Another important issue that complicates the accurate diagnosis of hypertension is the high BP variability in HD patients. In HD patients, BP varies over the very short-term (beat-to-beat), short-term (within 24 h), mid-term (day-to-day), and long-term (visit-to-visit). BP variability mainly depends on the volume status and arterial stiffness and is associated with target-organ damage and mortality [24]. However, it is unclear whether BP variability is a modifiable risk factor for mortality in HD patients. Therefore, studies of interventions targeting BP variability are required [24].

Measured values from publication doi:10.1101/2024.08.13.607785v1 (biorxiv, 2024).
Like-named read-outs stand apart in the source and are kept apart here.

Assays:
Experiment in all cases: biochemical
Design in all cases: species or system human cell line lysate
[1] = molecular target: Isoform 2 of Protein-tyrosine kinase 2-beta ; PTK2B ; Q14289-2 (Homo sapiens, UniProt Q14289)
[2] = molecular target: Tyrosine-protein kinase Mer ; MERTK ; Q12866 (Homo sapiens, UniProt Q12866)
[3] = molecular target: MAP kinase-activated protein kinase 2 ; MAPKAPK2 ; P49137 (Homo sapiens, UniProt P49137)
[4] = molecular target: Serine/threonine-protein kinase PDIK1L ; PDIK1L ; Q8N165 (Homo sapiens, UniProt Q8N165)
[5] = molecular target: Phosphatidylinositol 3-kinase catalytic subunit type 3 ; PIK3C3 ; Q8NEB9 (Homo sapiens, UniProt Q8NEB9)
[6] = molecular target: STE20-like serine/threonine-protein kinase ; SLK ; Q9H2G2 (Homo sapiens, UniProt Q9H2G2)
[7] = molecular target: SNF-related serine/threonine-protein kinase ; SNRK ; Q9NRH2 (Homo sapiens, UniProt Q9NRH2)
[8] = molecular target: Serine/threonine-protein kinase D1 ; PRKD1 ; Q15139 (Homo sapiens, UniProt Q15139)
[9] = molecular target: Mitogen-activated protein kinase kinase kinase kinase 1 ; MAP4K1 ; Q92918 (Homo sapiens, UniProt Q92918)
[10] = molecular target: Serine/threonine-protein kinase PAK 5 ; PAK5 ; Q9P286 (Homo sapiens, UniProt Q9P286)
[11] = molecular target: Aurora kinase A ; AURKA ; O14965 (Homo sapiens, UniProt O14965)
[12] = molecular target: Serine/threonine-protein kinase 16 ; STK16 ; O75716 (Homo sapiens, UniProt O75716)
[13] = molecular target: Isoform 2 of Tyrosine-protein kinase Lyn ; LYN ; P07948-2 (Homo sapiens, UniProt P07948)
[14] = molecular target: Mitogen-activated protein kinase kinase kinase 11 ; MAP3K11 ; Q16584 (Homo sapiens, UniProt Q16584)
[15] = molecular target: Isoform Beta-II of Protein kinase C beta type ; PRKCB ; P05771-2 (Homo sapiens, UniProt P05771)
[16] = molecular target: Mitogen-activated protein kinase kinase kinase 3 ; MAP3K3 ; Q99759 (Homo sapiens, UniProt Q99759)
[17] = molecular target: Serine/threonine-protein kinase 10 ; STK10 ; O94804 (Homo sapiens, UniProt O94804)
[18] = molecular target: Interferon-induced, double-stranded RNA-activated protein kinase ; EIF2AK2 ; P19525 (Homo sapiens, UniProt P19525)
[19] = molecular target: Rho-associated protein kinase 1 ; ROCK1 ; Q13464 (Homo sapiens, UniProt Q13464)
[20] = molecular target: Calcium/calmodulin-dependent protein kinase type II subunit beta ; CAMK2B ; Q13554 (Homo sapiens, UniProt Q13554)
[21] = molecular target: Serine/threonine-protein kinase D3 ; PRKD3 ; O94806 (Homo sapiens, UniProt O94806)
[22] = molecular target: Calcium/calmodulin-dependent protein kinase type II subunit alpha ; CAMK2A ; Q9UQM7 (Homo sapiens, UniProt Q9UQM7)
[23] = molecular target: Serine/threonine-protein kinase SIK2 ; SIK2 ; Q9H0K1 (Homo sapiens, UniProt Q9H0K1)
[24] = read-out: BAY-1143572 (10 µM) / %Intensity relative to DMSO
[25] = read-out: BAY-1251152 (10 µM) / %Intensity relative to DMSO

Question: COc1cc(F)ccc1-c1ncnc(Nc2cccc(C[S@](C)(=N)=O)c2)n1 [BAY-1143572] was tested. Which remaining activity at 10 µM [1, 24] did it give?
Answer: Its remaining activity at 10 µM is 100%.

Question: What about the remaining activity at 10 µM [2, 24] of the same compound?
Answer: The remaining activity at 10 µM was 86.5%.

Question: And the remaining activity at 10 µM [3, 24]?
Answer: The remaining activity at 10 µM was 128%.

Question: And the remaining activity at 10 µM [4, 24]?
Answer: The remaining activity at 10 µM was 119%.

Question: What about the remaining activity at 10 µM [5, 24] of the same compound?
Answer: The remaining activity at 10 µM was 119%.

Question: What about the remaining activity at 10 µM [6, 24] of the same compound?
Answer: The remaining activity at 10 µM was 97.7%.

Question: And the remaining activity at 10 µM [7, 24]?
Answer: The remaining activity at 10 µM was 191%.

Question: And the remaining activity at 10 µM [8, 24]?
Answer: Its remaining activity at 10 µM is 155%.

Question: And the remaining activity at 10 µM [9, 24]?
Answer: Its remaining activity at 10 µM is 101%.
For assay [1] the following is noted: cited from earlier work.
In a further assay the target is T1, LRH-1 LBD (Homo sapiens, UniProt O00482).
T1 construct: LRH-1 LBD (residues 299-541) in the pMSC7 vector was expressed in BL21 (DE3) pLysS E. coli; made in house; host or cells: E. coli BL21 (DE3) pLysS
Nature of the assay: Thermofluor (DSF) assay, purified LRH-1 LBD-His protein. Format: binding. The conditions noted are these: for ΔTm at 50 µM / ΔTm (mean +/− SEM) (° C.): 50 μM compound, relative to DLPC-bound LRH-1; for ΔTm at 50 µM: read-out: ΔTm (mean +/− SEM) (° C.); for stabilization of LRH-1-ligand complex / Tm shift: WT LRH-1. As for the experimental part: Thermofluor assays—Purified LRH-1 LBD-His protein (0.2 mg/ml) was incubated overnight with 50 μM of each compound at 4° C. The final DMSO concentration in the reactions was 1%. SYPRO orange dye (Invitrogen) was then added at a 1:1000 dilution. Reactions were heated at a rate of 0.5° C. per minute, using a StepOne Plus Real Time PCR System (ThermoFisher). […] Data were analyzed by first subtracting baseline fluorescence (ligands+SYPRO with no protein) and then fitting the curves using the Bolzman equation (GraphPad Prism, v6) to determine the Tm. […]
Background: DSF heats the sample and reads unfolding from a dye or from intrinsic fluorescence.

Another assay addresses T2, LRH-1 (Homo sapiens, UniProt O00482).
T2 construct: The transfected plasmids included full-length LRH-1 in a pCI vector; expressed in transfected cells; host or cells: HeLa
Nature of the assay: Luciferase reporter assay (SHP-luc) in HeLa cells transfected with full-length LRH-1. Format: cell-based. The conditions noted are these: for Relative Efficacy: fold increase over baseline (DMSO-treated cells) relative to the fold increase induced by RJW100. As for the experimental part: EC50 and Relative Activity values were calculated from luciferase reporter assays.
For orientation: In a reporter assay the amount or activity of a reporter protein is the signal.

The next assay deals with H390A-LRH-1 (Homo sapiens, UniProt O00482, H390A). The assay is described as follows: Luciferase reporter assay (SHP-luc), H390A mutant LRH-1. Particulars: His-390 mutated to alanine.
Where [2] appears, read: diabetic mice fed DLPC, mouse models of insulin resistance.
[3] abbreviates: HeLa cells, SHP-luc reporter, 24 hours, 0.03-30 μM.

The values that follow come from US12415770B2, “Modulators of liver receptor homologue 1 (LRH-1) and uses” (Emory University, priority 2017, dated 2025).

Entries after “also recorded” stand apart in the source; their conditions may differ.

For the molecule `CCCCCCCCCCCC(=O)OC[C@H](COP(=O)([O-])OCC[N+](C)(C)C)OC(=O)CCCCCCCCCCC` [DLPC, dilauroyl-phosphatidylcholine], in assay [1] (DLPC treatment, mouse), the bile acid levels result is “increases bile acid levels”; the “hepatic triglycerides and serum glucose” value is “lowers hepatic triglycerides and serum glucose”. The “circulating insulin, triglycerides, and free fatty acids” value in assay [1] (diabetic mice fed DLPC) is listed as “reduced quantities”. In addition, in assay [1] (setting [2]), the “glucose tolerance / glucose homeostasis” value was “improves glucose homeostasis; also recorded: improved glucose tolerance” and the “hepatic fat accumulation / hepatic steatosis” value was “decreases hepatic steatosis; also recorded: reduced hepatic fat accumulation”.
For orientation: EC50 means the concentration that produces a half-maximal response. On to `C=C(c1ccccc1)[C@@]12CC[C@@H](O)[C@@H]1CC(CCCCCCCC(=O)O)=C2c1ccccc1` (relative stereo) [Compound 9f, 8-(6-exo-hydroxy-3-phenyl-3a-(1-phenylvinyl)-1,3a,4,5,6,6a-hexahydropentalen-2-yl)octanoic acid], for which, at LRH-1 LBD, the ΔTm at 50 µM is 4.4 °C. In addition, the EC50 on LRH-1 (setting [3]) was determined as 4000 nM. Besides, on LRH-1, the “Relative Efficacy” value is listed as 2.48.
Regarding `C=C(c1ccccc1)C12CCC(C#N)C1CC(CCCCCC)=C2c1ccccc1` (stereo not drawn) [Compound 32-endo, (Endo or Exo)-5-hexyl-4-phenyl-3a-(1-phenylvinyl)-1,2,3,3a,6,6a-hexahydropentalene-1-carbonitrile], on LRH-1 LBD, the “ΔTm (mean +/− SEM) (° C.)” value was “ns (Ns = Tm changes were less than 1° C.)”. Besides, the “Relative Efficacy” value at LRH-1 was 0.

BP and risk for CV events and death in HD patients